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Killer of Massey police officer Matthew Hunt to be sentenced

By Katie Todd of RNZ

The man who murdered policeman Matthew Hunt and tried to kill his partner is due to be sentenced this morning.

Eli Epiha opened fire at the two officers in a West Auckland street in June last year.

He fled a routine traffic stop, crashed into a parked car and a bystander in Reynella Drive in Massey, shot 10 bullets at the two officers with a Norinco semi-automatic weapon and then fled.

Epiha admitted to murdering Hunt and reckless driving causing injury but claimed he had fired the gun at Goldfinch only to scare him away.

In July, after a two-week trial and 10 hours of deliberations, a jury also found him guilty of the attempted murder of officer David Goldfinch.

Epiha and Goldfinch both gave evidence during the trial, and a second defendant – getaway driver Natalie Bracken – was found guilty of being an accessory after the fact.

In October, she was sentenced to 12 months in jail.

Eli Epiha's intent

Epiha will be sentenced at the High Court at Auckland today on the basis that he intended to kill both the police officers.

The jury found that Epiha had “murderous intent” when he shot Goldfinch, however Epiha maintained his murder of Hunt was unintentional.

Justice Venning issued a ruling explaining that Epiha would be sentenced on the basis he meant to cause Hunt’s death.

The reasons for the ruling are suppressed until the sentencing.

Reactions to the verdict in July

Matthew Hunt’s mother Diane Hunt spoke to media outside court following the trial in July.

Surrounded by family and friends, she said the past two plus weeks had been harrowing.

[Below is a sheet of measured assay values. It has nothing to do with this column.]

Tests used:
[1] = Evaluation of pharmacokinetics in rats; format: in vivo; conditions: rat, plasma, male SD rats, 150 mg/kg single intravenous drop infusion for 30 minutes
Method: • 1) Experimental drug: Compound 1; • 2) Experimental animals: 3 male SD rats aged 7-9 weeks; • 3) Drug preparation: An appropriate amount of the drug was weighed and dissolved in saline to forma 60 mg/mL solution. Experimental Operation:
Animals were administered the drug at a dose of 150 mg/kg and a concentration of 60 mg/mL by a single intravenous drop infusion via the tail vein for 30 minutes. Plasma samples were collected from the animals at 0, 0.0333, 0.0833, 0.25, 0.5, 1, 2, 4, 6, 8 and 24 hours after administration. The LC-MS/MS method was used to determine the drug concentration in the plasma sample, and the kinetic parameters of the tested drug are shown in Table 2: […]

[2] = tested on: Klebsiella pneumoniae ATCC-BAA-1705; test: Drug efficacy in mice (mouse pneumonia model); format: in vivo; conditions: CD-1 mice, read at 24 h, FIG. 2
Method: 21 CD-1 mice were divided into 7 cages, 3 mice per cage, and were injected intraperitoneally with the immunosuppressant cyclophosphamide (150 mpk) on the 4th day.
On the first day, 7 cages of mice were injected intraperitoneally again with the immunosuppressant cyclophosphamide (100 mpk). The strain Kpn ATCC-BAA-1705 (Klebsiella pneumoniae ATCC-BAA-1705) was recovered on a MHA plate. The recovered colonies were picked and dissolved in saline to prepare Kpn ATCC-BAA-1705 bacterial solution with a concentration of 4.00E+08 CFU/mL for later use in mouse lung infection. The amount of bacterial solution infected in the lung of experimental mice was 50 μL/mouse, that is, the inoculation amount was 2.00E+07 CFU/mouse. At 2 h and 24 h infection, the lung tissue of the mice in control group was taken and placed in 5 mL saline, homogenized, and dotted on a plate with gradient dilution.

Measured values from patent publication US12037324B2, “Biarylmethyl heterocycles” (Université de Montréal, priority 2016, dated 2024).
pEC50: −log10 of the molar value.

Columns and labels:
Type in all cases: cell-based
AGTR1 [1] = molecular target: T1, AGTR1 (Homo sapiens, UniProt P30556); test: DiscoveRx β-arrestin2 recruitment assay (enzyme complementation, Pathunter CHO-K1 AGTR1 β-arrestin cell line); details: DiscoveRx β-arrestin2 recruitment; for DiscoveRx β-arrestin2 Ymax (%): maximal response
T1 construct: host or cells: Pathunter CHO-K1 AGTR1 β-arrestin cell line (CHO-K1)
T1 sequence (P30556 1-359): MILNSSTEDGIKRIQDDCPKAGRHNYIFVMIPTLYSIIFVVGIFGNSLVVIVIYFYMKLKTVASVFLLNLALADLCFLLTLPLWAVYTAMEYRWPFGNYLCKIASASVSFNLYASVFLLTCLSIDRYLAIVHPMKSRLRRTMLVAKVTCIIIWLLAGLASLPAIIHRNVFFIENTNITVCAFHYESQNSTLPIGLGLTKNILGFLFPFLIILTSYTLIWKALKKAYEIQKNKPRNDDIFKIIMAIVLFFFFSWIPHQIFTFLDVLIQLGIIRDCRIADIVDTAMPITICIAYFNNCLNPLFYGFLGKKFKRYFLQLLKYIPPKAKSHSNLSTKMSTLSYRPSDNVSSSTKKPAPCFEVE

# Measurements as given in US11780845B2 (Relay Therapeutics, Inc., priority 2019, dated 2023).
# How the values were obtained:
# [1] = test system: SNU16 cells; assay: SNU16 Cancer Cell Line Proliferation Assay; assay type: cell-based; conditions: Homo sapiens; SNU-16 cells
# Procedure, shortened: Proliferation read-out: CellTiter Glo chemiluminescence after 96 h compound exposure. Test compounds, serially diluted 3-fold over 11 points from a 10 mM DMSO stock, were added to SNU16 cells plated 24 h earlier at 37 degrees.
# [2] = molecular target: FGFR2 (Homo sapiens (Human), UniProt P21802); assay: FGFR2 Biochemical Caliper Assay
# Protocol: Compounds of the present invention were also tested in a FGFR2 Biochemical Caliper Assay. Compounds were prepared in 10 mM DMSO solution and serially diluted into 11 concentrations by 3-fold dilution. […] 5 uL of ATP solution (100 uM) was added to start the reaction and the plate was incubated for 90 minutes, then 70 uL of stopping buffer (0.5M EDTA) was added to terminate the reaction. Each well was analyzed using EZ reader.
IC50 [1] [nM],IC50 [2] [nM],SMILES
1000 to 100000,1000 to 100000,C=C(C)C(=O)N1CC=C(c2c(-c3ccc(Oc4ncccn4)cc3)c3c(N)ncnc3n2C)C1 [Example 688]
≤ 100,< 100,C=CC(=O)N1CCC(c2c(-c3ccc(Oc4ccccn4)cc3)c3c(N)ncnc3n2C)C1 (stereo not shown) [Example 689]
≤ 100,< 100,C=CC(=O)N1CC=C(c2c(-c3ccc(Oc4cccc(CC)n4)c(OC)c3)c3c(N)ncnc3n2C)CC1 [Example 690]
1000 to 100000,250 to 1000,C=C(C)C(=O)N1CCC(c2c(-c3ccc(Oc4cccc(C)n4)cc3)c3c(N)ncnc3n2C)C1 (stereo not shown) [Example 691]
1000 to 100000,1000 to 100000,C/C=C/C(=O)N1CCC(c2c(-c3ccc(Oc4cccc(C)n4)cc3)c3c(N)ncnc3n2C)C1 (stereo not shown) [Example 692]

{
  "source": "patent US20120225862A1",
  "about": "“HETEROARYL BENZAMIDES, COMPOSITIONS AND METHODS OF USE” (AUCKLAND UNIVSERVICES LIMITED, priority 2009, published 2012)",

“Listening to what happened to Matthew and Dave in such raw detail on Friday, June 19 can’t be described in words.

“The loss of Matt has been made all the more traumatic by having to hear every possible detail that happened that day.”

Hunt said the family had received a huge amount of support in the aftermath of her son’s death, but still felt his loss.

Police Association president Chris Cahill said it had been harrowing for those connected to the officers to listen to the facts of the case as they laid bare the extent of the violence perpetrated against Hunt and Goldfinch.

“The cold, calculated and deliberate murder of Matt, and the attempted murder of Dave were clearly demonstrated, as was Epiha’s intent and lack of remorse,” Cahill said.

“It was nothing short of disgusting to witness Epiha’s attempt to shift the blame away from himself.”

He said it rested with the judge to deliver a sentence that reflected the condemnation New Zealanders expected – that will “send a very clear message to police officers who take enormous risks in their daily job, that they are valued”.

Police Commissioner Andrew Coster said the trial had been a brutal reminder of the inherent risks and potential danger that police officers face every day.

He acknowledged the officers’ families, who he said “spent two weeks listening to extremely painful and harrowing details of Matt’s death”.

“They have shown immense strength despite the fact they are still in the midst of their grief and mourning the loss of their much-loved son and brother.

“I want to thank all my staff for their commitment, and continued bravery to do the best possible job every day to protect our communities,” he said.

The guilty verdict for the attempted murder of Goldfinch was a relief to the officer and his family, Coster said.

“Dave has shown incredible strength throughout this process and we saw this when he gave his evidence recounting what happened to him and Matt on that tragic day.”